Reflection for Today ▶️ ⏩ ⏹️
Illustration from Dalziel's Bible Gallery, Edward Poynter, 1863-5
Daniel answered and said, Blessed be the name of God for ever and ever: for wisdom and might are his: And he changeth the times and the seasons: he removeth kings, and setteth up kings: he giveth wisdom unto the wise, and knowledge to them that know understanding: He revealeth the deep and secret things: he knoweth what is in the darkness, and the light dwelleth with him.
— Daniel 2:20-22
King Nebuchadnezzar has had a dream. Dreams were considered to be predictions of future events, but needed interpretation, so Nebuchadnezzar calls his wise men forth, who, quite reasonably, ask him to tell them the dream so they may interpret it. Quite oddly Nebuchadnezzar refuses to do so, insisting they tell him his dream, and then offer the interpretation. Failure to do so, insists the king, will result in the death of all the wise men. Of course, no one is able to do this, so an edict is issued that all advisors shall be put to death. By this time Daniel and his friends had risen in status to be the king's advisors, so this edict included them too.
Clearly Nebuchadnezzar has little trust for the wisdom of his advisors, considering them all as charlatans. He figures that if they are genuine soothsayers they'll as easily be able to tell him the dream as to explain it. It's not a bad test, under the circumstances, and Nebuchadnezzar was probably right in his assumption that they were just palace freeloaders with no real ability. But then he is surprised. Daniel, on hearing of his own and his friends' impending death prays to God to know the dream, a request God grants. In gratitude Daniel utters the prayer quoted here, which continues and concludes with I thank thee, and praise thee, O thou God of my fathers, who hast given me wisdom and might, and hast made known unto me now what we desired of thee: for thou hast now made known unto us the king's matter.1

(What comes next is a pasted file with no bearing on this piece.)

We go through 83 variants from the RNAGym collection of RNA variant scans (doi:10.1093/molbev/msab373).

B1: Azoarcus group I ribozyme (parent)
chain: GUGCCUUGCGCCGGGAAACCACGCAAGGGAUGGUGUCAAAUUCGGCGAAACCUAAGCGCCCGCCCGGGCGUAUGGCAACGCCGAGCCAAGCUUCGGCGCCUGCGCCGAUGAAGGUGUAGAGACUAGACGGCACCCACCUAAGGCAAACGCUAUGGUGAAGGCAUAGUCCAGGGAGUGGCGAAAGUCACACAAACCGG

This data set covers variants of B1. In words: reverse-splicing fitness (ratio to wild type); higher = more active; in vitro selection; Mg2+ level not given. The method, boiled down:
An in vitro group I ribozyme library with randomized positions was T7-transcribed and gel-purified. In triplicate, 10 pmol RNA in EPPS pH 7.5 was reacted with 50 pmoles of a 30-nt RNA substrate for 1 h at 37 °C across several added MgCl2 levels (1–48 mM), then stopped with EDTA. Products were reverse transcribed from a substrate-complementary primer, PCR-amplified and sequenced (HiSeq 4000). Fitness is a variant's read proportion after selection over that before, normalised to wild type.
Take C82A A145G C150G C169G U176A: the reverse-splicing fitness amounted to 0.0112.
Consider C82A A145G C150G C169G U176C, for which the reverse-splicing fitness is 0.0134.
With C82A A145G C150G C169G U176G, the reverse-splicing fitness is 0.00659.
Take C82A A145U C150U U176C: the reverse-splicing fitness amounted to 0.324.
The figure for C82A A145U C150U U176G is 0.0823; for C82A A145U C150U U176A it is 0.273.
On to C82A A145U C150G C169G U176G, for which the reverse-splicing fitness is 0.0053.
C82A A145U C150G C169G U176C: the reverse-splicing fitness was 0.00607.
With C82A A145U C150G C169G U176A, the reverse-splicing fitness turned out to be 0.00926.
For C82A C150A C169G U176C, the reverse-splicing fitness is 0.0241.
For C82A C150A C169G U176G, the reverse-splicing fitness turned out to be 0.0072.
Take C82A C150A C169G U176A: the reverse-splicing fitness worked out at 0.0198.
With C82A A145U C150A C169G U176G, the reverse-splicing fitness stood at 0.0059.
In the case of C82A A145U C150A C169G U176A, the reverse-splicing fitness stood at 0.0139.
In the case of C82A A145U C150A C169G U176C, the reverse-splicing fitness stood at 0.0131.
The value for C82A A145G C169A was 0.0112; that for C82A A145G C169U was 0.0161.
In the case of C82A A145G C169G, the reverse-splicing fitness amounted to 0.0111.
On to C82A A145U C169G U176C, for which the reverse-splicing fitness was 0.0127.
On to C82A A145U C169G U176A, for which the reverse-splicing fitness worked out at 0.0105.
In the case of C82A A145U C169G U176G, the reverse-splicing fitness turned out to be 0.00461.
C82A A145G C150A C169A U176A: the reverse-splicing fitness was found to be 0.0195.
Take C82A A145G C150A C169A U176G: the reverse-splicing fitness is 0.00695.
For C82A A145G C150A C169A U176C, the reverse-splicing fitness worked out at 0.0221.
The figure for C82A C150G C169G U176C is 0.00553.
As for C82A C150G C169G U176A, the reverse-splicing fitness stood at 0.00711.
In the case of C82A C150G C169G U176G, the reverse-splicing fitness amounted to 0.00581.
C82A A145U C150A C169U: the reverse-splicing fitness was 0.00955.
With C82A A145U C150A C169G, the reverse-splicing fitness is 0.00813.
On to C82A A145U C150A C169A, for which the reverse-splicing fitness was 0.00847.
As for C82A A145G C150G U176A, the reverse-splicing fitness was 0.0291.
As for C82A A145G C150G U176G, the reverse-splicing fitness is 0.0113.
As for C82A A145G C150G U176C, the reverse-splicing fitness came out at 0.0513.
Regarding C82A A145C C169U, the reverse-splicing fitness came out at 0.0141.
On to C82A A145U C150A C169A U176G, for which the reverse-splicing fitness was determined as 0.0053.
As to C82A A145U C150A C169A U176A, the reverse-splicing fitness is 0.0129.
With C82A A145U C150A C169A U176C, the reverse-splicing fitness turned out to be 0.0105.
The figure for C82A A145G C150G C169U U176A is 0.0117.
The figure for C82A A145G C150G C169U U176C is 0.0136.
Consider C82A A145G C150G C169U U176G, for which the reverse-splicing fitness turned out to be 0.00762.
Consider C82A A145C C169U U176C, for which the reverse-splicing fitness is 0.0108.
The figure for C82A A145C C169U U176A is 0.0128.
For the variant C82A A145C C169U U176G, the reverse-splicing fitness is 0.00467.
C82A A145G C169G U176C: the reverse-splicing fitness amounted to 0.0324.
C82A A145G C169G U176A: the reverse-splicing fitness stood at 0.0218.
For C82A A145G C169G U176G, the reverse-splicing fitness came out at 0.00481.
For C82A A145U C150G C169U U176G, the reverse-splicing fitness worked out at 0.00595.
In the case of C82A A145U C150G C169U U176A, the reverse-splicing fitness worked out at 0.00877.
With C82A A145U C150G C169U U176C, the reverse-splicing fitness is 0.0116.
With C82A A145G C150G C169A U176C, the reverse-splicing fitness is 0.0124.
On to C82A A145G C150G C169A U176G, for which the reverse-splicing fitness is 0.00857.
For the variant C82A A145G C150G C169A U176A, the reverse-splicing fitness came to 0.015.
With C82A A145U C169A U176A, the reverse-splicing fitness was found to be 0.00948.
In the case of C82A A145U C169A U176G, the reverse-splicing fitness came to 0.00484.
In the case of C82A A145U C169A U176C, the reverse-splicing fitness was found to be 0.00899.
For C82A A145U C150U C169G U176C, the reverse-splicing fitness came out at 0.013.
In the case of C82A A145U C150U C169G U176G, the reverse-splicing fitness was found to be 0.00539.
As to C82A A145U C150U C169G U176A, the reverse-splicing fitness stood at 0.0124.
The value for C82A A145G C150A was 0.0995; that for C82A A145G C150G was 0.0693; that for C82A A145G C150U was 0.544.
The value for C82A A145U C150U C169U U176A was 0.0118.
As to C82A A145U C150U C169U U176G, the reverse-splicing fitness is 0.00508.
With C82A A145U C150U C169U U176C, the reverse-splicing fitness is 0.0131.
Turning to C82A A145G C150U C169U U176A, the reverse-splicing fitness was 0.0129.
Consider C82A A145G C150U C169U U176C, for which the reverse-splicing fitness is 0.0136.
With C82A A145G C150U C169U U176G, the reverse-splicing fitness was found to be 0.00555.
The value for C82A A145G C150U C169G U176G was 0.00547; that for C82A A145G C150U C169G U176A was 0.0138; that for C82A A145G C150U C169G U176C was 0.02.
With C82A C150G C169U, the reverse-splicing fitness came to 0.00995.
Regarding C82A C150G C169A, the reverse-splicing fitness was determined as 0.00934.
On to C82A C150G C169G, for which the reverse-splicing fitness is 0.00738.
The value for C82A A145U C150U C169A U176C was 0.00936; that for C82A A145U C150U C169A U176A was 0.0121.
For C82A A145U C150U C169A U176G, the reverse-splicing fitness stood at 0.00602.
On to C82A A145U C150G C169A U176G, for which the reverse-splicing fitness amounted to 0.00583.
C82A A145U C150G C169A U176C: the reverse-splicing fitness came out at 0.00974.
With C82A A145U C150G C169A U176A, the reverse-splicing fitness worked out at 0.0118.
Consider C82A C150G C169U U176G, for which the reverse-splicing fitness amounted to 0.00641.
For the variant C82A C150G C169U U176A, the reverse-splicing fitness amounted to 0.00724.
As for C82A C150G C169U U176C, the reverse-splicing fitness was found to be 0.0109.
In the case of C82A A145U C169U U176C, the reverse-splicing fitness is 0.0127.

This prayer is a beautiful example of reverence and faith. Daniel praises God for his wisdom and communication—it is not enough for God to know the dream Himself, he must communicate it for the knowledge to be useful. This He does, and for this Daniel is in awe. Daniel trusts completely that the dream he learns is the dream indeed. There is never any doubt. Daniel doesn't need to share the dream with the king, to test out if in fact it is the right dream before saying thank you to God. He knows, before testing that it must be, and is, the answer. This is faith.
The story tells us of the unreasonableness and oppression of kings, and the power of faith to rise above it. An important message of hope for those suffering under the cruelty of Antiochus Epiphanes in the 2nd century BC. You are Daniel, it seems to say, and God is with you. Even today, we'll find that whatever difficulties we face can be right-sized if we turn to God and seek to understand. With faith, we will discover a light in our darkness to guide us.
1 Daniel 2:23